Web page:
Pain from degenerative spine disease is a major health problem in the industrialized world and the surgical treatment of spinal pathology is an evolving discipline. The traditional surgical treatment of a degenerating and painful inter-vertebral disc has been the complete immobilization and bony fusion of the involved spinal segment. An extensive array of surgical techniques and implantable devices have been formulated to accomplish this goal.

The growing experience with spinal fusion has shed light on the long-term consequences of vertebral immobilization. It is now accepted that fusion of a specific spinal level will increase the load on, and the rate of degeneration of, the spinal segments immediately above and below the fused level. As the number of spinal fusion operations have increased, so have the number of patients who require extension of their fusion to the adjacent, degenerating levels. The second procedure necessitates re-dissection through the prior operative field and carries significantly greater risk than the initial procedure while providing a reduced probability of pain relief. Further, extension of the fusion will increase the load on the motion segments that now lie at either end of the fusion construct and will accelerate the rate of degeneration at those levels. Thus, spinal fusion begets additional, future fusion surgery.

There is a growing recognition that segmental spinal fusion and complete immobilization is an inadequate solution to degenerative disc disease. Replacement of the degenerated and painful disc with a mobile prosthesis is a more intuitive and rational treatment option. This approach would permit preservation of spinal mobility in many patients with degenerative disc disease. Eventually, the degenerative process will progress sufficiently so that motion preservation with a mobile prosthesis is longer possible. Fusion and complete segmental immobilization is then reserved for those patients with advanced degenerative disease where the spinal segment is beyond surgical restoration.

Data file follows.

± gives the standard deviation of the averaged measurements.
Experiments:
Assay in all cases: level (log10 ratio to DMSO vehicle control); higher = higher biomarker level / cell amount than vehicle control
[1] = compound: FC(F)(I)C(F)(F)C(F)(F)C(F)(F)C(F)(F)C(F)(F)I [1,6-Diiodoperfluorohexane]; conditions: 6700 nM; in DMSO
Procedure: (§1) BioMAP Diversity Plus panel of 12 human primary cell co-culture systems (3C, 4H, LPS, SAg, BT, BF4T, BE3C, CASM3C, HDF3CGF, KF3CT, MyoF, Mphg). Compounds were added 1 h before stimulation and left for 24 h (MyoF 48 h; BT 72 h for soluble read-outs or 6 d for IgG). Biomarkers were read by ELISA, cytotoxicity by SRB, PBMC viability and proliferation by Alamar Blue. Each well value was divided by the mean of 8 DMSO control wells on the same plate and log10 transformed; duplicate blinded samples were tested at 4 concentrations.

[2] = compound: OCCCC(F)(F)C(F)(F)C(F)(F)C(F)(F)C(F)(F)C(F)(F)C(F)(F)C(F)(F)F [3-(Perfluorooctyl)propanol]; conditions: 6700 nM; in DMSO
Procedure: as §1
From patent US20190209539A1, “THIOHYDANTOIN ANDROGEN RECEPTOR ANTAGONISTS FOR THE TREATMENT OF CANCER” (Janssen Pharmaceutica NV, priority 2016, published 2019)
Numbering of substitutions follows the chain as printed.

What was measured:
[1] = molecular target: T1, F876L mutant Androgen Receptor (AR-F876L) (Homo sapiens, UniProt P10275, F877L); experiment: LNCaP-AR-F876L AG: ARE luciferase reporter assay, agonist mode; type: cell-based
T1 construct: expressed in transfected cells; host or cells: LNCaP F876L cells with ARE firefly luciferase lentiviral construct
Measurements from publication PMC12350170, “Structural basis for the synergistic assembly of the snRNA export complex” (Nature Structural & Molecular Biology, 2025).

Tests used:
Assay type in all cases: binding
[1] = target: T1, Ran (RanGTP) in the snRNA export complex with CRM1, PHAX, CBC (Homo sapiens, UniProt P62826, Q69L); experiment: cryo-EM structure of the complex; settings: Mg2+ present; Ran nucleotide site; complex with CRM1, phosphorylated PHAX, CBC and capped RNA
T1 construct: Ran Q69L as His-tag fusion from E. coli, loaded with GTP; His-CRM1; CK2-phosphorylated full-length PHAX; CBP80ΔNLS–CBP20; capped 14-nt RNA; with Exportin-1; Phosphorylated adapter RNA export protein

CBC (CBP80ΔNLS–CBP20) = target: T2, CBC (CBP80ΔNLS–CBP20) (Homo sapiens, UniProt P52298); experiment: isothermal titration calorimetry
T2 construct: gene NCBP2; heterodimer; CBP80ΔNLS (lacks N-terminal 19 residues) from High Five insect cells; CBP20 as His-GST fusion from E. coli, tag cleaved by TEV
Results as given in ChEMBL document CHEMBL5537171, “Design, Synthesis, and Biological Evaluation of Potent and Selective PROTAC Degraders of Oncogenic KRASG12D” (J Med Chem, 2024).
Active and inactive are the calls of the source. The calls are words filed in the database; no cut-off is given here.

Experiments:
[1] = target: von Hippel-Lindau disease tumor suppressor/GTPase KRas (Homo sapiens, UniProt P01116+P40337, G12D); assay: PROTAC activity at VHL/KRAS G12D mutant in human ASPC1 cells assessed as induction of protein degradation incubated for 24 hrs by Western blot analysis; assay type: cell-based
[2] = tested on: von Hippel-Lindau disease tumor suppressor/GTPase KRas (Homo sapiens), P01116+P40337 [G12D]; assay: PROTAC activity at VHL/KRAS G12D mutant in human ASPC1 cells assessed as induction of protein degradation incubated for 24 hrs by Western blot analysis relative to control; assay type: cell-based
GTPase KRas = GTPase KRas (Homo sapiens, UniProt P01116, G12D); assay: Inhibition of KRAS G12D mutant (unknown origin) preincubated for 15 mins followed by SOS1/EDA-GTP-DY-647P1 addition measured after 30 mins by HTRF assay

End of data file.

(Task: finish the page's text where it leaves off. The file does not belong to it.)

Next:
U.S. Pat. Nos. 4,759,769; 4,997,432; 5,674,294; 5,674,296; 5,676,701; 5,888,226; 6,001,130; 6,019,792; 6,162,252; 6,348,071; 6,368,350; 6,419,706; 6,520,996; 6,540,785; 6,607,558; 6,645,249; 6,673,113; 6,749,635 and many others have illustrated various artificial disc prosthesis. Despite the large number of proposed designs, several issues remain poorly addressed.

Each spinal motion segment is composed of two adjacent vertebras and the articulations between them. These articulations include the anteriorly positioned inter-vertebral disc and the two posteriorly positioned facet joints. In the transfer of force between adjacent vertebral bodies, the inter-vertebral disc caries approximately 80% of the load while the remaining 20% is borne by the facet joints. A predominate function of the facet joints is to limit the extent of rotation and forward translation between the adjacent bones.

Since the articulation between adjacent vertebral bones is composed of the inter-vertebral disc and two facet joints, any attempt at restoration of vertebral motion must address all three components of the articulation. Replacement of the painful disc with an artificial prosthesis will restore a more full range of motion to the segment and those patients with extensive degenerative disease of the facet joints will experience an increase in facet joint pain after artificial disc implantation because of the increased motion. For this reason, artificial disc placement is contraindicated in those patients with significant facet joint disease. Similarly, those with healthy facet joints at the time of implantation will develop pain as these joints degenerate over time. In fact, the rate of facet joint degeneration and the subsequent development of pain are emerging as major determinates of the clinical success of artificial disc replacement. That is, patient who undergoes artificial disc replacement to treat back pain will have re-emergence of the pain symptoms as the facet joints degenerate and the rate of joint degeneration will determine the time till symptom recurrence. Since the useful life of the prosthesis greatly exceeds the life expectancy of the degenerating facet joint, the rate of joint degeneration becomes the true determinate of the pain-free interval that resides between the time of prosthesis implantation and the time of pain recurrence. The pain-free interval is a prominent statistic in the over-all determination of clinical success of these operations.